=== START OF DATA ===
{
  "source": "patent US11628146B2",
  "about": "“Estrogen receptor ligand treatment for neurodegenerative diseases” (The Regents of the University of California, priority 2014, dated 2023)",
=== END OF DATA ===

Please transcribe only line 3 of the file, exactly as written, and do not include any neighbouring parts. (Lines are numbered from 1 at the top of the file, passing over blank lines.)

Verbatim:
  "about": "“Estrogen receptor ligand treatment for neurodegenerative diseases” (The Regents of the University of California, priority 2014, dated 2023)",